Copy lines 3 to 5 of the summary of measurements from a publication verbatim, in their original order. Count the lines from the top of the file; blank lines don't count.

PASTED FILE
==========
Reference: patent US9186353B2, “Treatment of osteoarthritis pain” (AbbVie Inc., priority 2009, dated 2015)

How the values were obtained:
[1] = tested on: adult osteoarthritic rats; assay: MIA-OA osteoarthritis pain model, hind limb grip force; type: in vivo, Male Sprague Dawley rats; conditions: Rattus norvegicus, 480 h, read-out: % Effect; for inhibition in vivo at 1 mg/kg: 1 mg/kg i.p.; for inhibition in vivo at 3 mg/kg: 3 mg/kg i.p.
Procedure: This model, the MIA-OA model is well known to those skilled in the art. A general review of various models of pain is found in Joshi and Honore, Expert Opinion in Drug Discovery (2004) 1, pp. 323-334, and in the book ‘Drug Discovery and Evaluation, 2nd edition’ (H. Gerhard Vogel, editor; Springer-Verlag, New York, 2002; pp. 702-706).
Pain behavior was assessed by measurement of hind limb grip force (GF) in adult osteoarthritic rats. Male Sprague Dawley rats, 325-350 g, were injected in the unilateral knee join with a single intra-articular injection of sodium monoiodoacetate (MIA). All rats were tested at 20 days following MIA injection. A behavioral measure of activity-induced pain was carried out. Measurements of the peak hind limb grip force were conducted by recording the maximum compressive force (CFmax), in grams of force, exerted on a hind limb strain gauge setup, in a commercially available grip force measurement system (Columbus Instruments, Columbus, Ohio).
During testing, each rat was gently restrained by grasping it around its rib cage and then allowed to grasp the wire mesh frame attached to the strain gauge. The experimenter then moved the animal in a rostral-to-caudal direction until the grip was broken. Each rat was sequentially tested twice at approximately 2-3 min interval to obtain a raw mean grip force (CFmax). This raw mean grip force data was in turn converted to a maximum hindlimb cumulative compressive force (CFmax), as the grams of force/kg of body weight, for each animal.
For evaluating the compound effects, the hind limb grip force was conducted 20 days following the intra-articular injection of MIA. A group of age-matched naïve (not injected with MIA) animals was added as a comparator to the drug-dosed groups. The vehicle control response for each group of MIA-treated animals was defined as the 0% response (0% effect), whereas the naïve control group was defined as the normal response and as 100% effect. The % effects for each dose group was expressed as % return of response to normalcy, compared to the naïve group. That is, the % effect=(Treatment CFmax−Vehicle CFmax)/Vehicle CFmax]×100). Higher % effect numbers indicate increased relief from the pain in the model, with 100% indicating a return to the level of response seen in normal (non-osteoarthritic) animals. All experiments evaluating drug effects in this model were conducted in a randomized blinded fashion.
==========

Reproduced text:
[1] = tested on: adult osteoarthritic rats; assay: MIA-OA osteoarthritis pain model, hind limb grip force; type: in vivo, Male Sprague Dawley rats; conditions: Rattus norvegicus, 480 h, read-out: % Effect; for inhibition in vivo at 1 mg/kg: 1 mg/kg i.p.; for inhibition in vivo at 3 mg/kg: 3 mg/kg i.p.
Procedure: This model, the MIA-OA model is well known to those skilled in the art. A general review of various models of pain is found in Joshi and Honore, Expert Opinion in Drug Discovery (2004) 1, pp. 323-334, and in the book ‘Drug Discovery and Evaluation, 2nd edition’ (H. Gerhard Vogel, editor; Springer-Verlag, New York, 2002; pp. 702-706).
Pain behavior was assessed by measurement of hind limb grip force (GF) in adult osteoarthritic rats. Male Sprague Dawley rats, 325-350 g, were injected in the unilateral knee join with a single intra-articular injection of sodium monoiodoacetate (MIA). All rats were tested at 20 days following MIA injection. A behavioral measure of activity-induced pain was carried out. Measurements of the peak hind limb grip force were conducted by recording the maximum compressive force (CFmax), in grams of force, exerted on a hind limb strain gauge setup, in a commercially available grip force measurement system (Columbus Instruments, Columbus, Ohio).